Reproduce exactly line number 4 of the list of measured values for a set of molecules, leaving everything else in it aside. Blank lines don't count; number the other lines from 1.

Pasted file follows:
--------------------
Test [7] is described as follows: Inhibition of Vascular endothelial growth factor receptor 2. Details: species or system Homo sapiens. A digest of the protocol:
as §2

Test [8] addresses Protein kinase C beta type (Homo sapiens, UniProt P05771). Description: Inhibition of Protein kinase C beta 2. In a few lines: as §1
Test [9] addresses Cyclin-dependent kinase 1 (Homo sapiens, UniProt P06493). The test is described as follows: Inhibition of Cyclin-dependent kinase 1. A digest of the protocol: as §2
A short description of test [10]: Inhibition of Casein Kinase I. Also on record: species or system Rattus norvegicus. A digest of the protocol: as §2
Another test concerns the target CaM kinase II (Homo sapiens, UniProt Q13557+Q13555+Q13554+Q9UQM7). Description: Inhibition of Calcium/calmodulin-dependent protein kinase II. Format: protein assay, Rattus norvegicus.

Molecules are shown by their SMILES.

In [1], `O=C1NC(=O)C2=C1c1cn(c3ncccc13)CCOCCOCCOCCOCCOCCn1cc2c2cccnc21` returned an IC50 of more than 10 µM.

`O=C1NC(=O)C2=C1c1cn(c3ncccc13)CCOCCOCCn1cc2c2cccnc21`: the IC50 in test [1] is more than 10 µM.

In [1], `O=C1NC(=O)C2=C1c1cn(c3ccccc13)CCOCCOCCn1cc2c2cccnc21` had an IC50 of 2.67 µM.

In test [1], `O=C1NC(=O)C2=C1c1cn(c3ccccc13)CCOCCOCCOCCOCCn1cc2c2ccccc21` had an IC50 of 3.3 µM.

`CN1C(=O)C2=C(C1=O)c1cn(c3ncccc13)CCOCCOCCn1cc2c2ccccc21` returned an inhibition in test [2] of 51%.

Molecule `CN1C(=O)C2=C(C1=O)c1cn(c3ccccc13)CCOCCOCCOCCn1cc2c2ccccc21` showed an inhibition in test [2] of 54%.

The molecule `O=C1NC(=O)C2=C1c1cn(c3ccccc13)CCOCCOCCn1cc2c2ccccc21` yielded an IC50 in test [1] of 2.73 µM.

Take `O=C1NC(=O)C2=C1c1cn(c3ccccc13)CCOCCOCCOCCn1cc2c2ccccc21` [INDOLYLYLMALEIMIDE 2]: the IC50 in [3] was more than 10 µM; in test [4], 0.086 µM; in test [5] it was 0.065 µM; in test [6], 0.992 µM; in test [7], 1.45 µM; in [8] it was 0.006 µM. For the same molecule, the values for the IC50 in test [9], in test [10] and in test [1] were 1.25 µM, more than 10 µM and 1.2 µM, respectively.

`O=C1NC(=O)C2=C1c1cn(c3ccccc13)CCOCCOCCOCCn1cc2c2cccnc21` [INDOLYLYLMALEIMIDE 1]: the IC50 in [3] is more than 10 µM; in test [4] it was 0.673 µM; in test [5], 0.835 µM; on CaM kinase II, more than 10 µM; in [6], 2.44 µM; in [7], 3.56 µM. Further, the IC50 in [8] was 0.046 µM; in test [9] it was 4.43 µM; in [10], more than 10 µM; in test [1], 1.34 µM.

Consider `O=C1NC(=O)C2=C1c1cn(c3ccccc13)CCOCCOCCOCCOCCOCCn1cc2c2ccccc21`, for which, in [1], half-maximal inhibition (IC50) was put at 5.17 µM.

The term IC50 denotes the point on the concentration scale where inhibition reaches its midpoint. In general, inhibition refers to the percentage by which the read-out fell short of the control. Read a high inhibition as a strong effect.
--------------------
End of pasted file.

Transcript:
Test [9] addresses Cyclin-dependent kinase 1 (Homo sapiens, UniProt P06493). The test is described as follows: Inhibition of Cyclin-dependent kinase 1. A digest of the protocol: as §2